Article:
“This summer, I learned how valuable it is to be playing with other individuals,” Coletta added. “In this isolation, it has been a motivational struggle to keep practicing, but with the opportunity I had to safely drive up to South Carolina, stay with Rob, and play this duet, it renewed my motivation and kept me going throughout the rest of the darker days. Once drum corps is able to return back to normal, I am going to appreciate every second I have playing with my friends just a little bit more.” 

Martin concurred. “Nikolai and I were lucky to be able to find a time and place to play together and record, but not many people were fortunate enough to participate in something like that. The three days that we played together were some of the best days of my summer, and it reminded me how valuable it is to play and interact with other people. When we finally get back into drum corps, I will not take a single moment for granted.”

Japan’s Yokohama Scouts was named Best Bass Drum Ensemble with a score of 94.0. There were no entries in the Cymbal Ensemble category this year.

Yokohama Scouts

Members of the Yokohama Scouts were named Best Bass Drum Ensemble.

There were also three individual winners in the “over 22” division: Eduardo Sacalxot Baten was named the snare drum champion with a score of 94.0. He was also a three-time champion of Drum Corps Guatemala (2016–18). Representing Japan, Katsuya Nakamoto scored a 79.5 to be named Best Individual Multi-Tenor/Over 22. He marched with the Mandarins in 2010. Jason O’Brien, a former member of the Crossmen (2000–04), won Best Individual Keyboard/Over 22 with a score of 92.0.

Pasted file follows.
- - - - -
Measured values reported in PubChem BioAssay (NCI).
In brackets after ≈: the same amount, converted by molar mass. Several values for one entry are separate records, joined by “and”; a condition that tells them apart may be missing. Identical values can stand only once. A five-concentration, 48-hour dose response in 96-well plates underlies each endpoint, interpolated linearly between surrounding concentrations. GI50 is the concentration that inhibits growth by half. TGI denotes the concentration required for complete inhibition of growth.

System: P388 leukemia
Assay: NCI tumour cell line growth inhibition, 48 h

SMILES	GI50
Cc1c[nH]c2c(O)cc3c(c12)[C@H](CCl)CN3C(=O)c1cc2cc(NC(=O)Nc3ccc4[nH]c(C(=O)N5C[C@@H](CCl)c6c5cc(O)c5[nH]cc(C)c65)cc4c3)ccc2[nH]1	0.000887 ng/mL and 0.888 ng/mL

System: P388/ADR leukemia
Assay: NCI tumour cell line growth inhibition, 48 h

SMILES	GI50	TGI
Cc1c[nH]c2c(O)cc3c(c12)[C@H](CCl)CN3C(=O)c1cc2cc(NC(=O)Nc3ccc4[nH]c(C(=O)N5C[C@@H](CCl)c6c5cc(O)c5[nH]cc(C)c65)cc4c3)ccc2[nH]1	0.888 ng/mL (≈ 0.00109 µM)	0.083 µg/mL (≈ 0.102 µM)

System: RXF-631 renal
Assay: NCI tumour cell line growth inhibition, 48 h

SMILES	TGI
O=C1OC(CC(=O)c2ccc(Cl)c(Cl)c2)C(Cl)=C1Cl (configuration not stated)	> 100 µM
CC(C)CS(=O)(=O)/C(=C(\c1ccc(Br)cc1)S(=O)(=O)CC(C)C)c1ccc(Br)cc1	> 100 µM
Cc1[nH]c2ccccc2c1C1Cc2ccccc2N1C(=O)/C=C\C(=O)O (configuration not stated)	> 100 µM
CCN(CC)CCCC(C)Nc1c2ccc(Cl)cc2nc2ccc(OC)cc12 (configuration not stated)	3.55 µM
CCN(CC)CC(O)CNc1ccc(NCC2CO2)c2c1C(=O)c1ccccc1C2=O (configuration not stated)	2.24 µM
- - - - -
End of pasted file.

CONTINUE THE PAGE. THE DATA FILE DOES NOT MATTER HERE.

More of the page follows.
Eduardo Baten

Eduardo Baten was named Best Individual Snare in the “Over 22” division.

VIRTUAL REHEARSALS
Even without daily rehearsals that are normal when a drum and bugle corps is on tour, several corps found ways to “meet” this past summer, albeit in a virtual format. “Paul [Rennick, Percussion Caption Manager for SCV] met with the percussion section over Zoom a few times to give us words of encouragement, catch up with us, and do what he does best,” Remy Thomas recalled. “No matter what the situation is, he knows exactly what to say to us. The quad line— masked, of course—also met up a few times to drum and to record a little something. On top of that, we met several times as a full corps with our wonderful staff, and we had our usual banquet the Sunday after finals, even though it was virtual.”

“The Blue Devils front ensemble members and staff had weekly virtual rehearsals and meet-ups to keep in touch and stay connected,” stated Michael Dy. “We had a few Zoom meetings with Scott [Johnson, Director of Percussion for the Blue Devils] and the whole percussion section,” Bryan Criswell added. “Plus, some FaceTime calls with the snare line to discuss things for Hackfest [an online event pitting different sections of the BD drum line against each other in a friendly competition]. Just ways for us to stay in touch.”